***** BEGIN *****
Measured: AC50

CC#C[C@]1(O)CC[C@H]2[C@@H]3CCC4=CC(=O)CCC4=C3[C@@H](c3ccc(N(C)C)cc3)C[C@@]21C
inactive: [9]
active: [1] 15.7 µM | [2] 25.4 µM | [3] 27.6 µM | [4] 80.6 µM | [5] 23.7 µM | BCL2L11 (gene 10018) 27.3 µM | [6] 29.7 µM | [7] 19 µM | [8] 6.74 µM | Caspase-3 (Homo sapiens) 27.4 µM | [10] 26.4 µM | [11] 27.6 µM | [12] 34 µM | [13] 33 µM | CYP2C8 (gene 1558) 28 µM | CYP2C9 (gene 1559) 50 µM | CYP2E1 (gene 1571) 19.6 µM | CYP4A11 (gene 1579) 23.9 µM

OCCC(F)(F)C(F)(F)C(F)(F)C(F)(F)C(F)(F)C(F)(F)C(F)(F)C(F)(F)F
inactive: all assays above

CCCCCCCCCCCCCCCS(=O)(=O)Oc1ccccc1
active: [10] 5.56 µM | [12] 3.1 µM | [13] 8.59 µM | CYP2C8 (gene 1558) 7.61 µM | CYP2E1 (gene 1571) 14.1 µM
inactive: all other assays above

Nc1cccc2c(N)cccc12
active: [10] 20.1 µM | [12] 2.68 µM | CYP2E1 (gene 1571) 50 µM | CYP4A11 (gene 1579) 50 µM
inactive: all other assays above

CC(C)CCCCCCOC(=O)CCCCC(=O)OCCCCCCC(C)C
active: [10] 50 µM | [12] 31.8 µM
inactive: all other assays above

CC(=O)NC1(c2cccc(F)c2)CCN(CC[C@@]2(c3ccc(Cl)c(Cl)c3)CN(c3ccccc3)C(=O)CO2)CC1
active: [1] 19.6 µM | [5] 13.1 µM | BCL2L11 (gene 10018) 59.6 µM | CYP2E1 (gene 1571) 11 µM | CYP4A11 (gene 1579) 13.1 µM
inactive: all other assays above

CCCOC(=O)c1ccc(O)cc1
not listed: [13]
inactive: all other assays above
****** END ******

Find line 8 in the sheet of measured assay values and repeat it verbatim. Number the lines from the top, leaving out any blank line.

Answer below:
active: [10] 5.56 µM | [12] 3.1 µM | [13] 8.59 µM | CYP2C8 (gene 1558) 7.61 µM | CYP2E1 (gene 1571) 14.1 µM